NSixty opposes a stay, arguing that reexamination proceedings will not necessarily narrow the issues and that a stay would result in uPost's continued infringement of Nsixty's patents for several years. NSixty further argues the reexamination proceedings could be used as a tactical tool for delay because no estoppel arises from ex parte reexamination. Thus, if the outcome of the reexamination proceedings is that claims are upheld, uPost will not be precluded from asserting invalidity defenses in this litigation that were raised during reexamination. NSixty further argues the parties' respective positions are well-known and therefore few resources are needed to continue litigating. Specifically, NSixty states the parties have been attempting to negotiate a licensing agreement since December 2014, that NSixty has served its initial disclosures and infringement contentions, and that uPost's invalidity positions were detailed in its reexamination requests. Additionally, based on Nsixty's representations in its motion to vacate the settlement conference and the parties' joint status report, it is the court's understanding that the parties were engaging in discovery regarding uPost's sales and profits for the accused products. Regarding the length of the stay, NSixty argues that it has no incentive to delay the reexamination proceedings as its goal is to stop uPost from infringing as soon as possible, thereby limiting its damages. Finally, NSixty argues the Maryland litigation does not bear on this case as it involves a different defendant and different accused products.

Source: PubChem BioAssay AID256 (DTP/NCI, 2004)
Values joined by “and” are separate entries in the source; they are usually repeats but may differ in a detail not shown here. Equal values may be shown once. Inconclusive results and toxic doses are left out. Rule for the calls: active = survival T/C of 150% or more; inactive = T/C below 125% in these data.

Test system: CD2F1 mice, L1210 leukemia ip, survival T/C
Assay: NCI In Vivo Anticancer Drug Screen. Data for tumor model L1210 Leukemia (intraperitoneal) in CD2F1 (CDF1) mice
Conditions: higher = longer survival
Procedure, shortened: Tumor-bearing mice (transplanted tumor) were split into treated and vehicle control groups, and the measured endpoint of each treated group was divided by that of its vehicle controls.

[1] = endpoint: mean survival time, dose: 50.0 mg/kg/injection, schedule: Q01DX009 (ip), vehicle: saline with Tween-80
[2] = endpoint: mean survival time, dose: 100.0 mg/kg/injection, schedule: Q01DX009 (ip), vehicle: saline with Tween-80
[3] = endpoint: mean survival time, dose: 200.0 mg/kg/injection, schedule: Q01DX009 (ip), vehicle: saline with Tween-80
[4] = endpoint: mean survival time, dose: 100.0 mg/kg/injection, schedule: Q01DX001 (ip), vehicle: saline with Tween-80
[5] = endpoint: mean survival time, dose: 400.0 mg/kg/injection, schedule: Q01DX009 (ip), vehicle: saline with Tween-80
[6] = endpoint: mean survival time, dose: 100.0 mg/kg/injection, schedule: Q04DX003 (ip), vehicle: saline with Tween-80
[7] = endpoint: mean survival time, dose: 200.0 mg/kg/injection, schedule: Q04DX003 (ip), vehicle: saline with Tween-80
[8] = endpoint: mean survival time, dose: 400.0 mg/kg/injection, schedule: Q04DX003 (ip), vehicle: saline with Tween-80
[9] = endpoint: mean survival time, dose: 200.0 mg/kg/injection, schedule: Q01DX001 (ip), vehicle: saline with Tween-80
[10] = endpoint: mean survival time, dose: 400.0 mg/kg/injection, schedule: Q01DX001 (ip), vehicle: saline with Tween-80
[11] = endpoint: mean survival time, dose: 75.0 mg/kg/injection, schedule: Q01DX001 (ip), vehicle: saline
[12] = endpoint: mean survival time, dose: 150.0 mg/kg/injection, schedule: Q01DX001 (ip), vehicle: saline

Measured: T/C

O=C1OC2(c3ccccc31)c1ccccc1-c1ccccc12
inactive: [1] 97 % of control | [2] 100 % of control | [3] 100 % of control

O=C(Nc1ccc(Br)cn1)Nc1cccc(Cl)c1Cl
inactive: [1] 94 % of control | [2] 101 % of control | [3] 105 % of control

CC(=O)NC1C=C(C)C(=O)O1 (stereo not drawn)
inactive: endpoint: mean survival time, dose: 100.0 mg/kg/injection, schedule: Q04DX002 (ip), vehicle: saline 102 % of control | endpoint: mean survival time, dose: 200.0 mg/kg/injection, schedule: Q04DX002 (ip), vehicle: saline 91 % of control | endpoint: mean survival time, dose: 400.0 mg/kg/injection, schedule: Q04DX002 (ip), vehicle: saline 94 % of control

In its reply and first supplemental brief, uPost provides documentation indicating the PTO granted reexamination of both patents, which was unknown at the time the motion to stay was filed. (Reply (ECF No. 29), Ex. 1; Supp. (ECF No. 31), Exs. 1-2.) uPost also replies that if the court stays this litigation, it will stipulate to be estopped by the PTO's validity findings. Specifically, it states that if the court stays the litigation, it will agree to be estopped “from later asserting in this action any invalidity claims or defenses raised in the reexamination, [not including] any claims that are amended by NSixty in the reexamination process as such claims have not been asserted and are not presently at issue in this action.” (Reply (ECF No. 29) at 2, n.4.) Finally, in its second supplemental brief, uPost states that the District of Maryland stayed a similar patent case brought by NSixty against a different defendant pending PTO reexamination proceedings. (Supp. (ECF No. 36), Ex. 1.)